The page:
Wire – Graham Duff – Hare and Hounds, Birmingham, 29th January 2020
Wire have just released a new album, Mind Hive and to follow are touring around the UK, Fighting Boredom like the Post-Punk pioneers and caught them in Birmingham.
Graham Duft introduces himself as a total cunt. He apologises for a band support being spoken word and that he feels a bit like a butler at an orgy. No one really knows why he’s there. He explains that he’s written a book, A Life In Fifteen Gigs and will talk about it and read parts to us. He proceeds to do so.
His first gig was Cliff Richard, but a gospel Cliff Richard gig, no British Elvis, just Jesus stuff. He goes on to Joy Division and how Macintosh’s were the antithesis of Punk’s in your face image, yet when he bought one unknowingly at the same time as his friend they were called the Thompson Twins from Tin Tin. Then quite how much Joy Division meant to him as a kid. He talks about bad gigs too, specifically the Velvet Underground at Glastonbury and even though they were playing without sparks and life he couldn’t walk away, because it was the Velvet Underground and that meant everything. They are stories we all can tell, that’s why we are here listening to bands like Wire, but Graham has written it down. He tells a story about when he was writing a TV show with Johnny Vegas and he managed to get Mark E Smith to play God. Then following on from that how he spent an evening as an amateur drinker out in Manchester with Vic Reeves and Mark E Smith. Finishing with the moment Mark pointed out a mural in a pub they were passing of himself and that he was banned from that establishment.
Graham is humble and reads his stories with passion and enthusiasm. It is, however, a strange start to the evening.
The room is now packed, I’ve never seen the Hare and Hounds this full, it’s a prominently over fifties audience of guys that look like they have followed Wire for years. They come on stage ‘Hello’, ‘Quiet’ The guitar strums, the bass is clear and the sound is great from where I am at the back of the room. The vocal is low and quiet, the guitar comes in and the music gets louder, the drums get harder and a fuzz arrives, the discordant sound is good, the tempo switches around as they go.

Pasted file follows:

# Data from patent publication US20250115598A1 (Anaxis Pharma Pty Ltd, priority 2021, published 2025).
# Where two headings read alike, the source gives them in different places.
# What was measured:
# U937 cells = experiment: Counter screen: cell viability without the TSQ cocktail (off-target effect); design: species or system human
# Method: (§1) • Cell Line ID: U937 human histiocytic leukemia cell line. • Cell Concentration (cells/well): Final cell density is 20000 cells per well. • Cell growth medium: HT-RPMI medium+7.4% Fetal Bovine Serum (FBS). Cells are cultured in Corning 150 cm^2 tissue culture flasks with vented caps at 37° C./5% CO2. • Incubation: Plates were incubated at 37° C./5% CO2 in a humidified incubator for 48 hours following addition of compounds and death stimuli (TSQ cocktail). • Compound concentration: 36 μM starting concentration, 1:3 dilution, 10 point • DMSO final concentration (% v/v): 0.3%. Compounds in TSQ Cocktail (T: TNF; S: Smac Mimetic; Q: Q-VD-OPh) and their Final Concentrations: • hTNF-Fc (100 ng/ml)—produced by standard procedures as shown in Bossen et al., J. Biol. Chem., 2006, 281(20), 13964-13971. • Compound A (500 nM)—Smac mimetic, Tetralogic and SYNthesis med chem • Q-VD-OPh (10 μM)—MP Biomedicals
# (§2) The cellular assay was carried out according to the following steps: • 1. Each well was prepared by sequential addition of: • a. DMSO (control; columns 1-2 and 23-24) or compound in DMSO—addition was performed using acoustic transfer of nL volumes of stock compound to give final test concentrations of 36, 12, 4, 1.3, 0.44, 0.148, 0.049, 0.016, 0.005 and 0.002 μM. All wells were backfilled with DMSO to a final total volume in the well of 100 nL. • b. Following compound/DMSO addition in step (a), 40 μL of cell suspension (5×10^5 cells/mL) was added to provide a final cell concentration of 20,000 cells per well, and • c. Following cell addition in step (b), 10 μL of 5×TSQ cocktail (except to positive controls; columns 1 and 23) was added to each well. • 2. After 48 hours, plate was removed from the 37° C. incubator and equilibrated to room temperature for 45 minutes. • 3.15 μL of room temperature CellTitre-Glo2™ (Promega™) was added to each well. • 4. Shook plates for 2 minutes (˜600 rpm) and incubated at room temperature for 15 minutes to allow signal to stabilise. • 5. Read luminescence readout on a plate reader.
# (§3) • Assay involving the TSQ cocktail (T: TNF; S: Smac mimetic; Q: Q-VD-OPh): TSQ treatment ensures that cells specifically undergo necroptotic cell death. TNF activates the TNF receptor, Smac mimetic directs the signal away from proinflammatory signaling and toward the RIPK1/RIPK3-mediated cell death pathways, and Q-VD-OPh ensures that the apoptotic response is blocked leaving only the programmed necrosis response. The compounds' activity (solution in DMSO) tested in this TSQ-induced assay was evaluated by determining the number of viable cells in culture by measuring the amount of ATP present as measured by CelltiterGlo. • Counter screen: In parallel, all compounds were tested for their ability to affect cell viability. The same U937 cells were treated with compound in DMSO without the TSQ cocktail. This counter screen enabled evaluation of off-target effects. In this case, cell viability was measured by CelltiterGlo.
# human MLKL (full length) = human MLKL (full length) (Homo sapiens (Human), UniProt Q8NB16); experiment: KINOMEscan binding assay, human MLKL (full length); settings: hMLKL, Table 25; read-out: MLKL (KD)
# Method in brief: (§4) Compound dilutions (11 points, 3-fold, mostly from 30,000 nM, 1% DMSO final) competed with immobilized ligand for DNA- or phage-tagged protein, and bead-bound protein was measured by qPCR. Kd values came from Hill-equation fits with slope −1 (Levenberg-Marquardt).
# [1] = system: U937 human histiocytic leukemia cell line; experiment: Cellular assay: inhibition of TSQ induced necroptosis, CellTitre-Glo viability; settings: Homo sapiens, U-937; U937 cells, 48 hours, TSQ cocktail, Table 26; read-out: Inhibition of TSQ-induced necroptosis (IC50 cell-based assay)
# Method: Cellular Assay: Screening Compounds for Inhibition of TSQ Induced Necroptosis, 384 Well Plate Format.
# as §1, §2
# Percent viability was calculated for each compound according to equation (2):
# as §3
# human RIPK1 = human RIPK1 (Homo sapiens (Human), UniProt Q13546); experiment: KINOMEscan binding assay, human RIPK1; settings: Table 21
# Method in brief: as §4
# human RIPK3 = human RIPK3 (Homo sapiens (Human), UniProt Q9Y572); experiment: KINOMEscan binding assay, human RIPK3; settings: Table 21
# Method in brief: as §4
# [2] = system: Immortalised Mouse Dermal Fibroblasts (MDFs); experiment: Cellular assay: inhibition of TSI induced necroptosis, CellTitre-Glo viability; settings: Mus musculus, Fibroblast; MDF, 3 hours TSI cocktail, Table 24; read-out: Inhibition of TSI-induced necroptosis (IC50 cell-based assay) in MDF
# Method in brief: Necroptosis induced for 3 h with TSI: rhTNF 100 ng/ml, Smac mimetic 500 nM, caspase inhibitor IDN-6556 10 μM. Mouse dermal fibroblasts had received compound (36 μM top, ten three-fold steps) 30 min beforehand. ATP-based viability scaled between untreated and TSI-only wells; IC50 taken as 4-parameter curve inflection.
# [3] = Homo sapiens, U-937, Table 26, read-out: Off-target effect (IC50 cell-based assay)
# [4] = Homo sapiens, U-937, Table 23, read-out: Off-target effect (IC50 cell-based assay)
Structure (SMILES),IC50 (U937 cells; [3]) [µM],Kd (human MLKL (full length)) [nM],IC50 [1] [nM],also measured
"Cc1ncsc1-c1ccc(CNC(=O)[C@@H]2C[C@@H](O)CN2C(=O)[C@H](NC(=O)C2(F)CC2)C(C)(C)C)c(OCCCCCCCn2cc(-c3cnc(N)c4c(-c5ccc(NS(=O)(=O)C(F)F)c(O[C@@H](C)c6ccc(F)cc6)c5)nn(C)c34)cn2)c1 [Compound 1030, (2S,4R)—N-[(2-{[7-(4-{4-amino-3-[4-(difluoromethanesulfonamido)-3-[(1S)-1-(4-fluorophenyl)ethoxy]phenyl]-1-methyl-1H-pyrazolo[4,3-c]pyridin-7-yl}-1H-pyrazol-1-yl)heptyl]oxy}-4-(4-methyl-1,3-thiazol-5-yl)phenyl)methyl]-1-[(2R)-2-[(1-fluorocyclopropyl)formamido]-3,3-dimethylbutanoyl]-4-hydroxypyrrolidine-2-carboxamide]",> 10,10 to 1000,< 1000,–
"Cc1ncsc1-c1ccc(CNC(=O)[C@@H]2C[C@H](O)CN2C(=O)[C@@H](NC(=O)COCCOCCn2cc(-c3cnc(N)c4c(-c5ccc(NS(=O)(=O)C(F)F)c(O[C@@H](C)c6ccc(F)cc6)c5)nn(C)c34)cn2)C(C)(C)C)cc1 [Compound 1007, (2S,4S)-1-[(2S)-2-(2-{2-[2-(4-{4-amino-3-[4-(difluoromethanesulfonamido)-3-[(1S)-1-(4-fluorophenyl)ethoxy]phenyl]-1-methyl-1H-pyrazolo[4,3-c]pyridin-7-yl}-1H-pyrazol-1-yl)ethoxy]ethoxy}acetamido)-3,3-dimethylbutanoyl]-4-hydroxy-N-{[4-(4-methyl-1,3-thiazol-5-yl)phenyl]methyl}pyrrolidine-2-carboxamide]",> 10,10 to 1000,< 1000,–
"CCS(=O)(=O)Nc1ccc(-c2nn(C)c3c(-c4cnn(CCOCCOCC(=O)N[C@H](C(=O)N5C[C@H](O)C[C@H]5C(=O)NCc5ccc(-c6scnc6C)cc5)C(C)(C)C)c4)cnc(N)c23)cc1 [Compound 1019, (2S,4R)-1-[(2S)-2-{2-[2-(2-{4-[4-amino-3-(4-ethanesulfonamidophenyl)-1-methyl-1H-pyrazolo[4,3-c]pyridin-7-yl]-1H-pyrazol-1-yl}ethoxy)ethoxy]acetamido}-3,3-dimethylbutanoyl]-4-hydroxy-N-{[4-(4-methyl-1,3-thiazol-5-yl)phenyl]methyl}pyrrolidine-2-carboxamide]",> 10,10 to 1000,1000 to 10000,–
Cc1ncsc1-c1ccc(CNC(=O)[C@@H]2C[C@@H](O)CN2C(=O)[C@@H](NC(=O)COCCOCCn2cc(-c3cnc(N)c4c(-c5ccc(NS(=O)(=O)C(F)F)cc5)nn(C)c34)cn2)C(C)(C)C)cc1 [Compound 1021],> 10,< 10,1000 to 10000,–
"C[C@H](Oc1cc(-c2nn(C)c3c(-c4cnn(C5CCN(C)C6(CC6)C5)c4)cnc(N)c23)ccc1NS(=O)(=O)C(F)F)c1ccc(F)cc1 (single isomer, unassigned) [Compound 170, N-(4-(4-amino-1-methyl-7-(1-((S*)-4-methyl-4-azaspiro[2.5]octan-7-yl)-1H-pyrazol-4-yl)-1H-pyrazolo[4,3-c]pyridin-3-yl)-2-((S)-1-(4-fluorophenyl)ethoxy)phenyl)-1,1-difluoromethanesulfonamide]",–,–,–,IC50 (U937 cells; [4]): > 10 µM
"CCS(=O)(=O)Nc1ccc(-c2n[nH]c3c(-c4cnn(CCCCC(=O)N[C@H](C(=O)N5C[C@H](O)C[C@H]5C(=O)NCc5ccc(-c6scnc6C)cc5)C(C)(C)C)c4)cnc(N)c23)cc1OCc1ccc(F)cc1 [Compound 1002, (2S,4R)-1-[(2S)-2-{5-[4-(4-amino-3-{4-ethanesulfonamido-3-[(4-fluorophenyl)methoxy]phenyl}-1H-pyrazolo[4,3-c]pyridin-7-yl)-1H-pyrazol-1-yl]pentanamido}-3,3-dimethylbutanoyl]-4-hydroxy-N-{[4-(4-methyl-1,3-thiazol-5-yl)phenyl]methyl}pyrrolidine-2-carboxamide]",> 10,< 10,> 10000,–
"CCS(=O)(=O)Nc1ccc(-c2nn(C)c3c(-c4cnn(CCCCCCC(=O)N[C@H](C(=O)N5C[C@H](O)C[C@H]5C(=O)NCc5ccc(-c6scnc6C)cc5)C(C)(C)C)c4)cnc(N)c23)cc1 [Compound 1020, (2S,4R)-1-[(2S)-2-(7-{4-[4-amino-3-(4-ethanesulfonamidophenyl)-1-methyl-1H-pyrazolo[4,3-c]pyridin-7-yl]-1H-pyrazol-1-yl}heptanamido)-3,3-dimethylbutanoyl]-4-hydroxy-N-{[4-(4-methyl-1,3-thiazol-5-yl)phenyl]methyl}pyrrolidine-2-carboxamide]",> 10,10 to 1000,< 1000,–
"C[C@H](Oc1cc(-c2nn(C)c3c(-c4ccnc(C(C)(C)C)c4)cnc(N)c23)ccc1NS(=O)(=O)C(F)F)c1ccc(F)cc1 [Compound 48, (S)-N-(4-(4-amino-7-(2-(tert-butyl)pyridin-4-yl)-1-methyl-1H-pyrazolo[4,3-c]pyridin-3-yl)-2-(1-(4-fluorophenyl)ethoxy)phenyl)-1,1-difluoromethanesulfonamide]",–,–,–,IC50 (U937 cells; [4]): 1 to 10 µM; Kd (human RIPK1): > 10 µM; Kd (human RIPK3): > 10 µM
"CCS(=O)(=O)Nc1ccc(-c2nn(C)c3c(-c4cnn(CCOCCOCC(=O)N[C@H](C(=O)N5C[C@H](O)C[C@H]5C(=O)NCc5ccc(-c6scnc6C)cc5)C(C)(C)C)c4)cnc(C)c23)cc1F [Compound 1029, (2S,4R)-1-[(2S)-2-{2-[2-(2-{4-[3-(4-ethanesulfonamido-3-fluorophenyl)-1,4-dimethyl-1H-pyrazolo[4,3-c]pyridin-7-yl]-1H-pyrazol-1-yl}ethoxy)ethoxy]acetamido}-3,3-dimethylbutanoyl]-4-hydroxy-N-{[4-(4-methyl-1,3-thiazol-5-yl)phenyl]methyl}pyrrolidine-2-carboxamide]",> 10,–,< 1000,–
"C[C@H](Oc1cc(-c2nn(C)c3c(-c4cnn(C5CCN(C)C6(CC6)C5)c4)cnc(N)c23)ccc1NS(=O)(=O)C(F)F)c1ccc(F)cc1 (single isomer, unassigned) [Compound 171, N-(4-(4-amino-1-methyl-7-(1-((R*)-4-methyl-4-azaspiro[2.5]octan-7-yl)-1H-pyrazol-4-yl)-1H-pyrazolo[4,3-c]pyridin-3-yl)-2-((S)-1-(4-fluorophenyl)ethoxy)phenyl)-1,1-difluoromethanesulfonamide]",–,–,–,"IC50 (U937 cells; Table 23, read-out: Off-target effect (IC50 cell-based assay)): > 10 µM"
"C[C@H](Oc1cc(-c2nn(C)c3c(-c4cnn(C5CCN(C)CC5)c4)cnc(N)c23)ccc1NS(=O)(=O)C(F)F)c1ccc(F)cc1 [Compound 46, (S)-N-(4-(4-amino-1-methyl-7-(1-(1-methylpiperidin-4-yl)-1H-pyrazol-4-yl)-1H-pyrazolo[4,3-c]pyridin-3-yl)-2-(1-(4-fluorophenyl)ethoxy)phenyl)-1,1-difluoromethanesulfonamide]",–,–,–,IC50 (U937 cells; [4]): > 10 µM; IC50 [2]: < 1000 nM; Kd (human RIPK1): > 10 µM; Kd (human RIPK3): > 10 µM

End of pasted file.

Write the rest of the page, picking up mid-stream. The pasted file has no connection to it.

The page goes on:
A fast beat, punk guitars and feeling, goes slow and fast, the vocal is slow and hard the song is short. Bass and guitar are jarring and bumping against each other, the vocal is sung over the spiky noise.
You realise that this is where it all came from, this is the start of the sound, they did it and everyone copied them, post-punk, alternative whatever you want to call it. The band may be getting on but this music is vital, fresh and as good now as ever.
The bass is funky and cool, the guitars slashing across it. The tracks are meticulously brought to life. The music is understated with no waste. It’s slow and beautiful, still angular and slightly strange but wonderful. It gets harder but still open and accessible. A high hat led beat goes into a menacing feeling song, it builds and swells with another understated vocal.A spiky angry song, high-hat and bass drums with waves of sound over the top.
The music is absorbing, not boring at all, no fat or gristle here. There are technical problems, the mic is swapped for one that isn’t as good and they carry on. They now seem to up their game, the music becomes denser and almost drifts into psych in some moments, the sounds gel more than they have before, the music flows and Wire turn dramatic and emotional with quiet and then crescendos of post punk brilliance.
They thank us and that’s it.Wire showing that they are relevant and still matter.
Graham Duff’s website is grahamduff.co.uk
All pictures by Martin Ward, all words by Adrian Bloxham